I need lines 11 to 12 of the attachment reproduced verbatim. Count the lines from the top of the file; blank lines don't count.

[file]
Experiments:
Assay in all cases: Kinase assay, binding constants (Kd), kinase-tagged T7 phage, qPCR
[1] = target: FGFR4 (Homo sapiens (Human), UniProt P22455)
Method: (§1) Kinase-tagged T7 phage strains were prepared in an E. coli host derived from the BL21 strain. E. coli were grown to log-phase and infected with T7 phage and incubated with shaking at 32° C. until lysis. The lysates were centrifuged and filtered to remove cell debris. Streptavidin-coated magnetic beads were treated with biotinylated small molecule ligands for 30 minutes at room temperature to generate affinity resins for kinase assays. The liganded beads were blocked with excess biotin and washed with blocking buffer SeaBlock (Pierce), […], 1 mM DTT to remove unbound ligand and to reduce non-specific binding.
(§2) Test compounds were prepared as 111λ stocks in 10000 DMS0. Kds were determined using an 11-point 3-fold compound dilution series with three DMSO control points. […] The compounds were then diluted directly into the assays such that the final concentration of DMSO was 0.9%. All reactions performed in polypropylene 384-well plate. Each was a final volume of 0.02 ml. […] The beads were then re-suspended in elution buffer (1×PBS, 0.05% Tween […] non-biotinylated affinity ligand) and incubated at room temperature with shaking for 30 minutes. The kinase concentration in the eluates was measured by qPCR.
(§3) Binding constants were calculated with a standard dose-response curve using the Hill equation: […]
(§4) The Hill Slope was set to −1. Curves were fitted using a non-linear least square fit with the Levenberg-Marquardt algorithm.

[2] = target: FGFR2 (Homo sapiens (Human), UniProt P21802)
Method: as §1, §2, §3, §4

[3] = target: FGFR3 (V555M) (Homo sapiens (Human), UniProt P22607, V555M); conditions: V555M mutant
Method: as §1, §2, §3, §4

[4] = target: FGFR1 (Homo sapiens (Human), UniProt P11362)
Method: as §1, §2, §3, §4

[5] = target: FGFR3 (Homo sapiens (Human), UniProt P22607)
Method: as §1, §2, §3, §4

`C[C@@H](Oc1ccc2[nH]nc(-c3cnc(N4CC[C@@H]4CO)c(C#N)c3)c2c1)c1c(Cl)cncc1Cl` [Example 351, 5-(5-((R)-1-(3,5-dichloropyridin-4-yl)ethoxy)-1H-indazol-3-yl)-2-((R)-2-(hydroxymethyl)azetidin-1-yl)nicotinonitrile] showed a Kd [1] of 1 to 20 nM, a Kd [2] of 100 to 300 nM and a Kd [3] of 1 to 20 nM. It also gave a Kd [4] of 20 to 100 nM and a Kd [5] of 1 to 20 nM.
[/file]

Method: as §1, §2, §3, §4

[4] = target: FGFR1 (Homo sapiens (Human), UniProt P11362)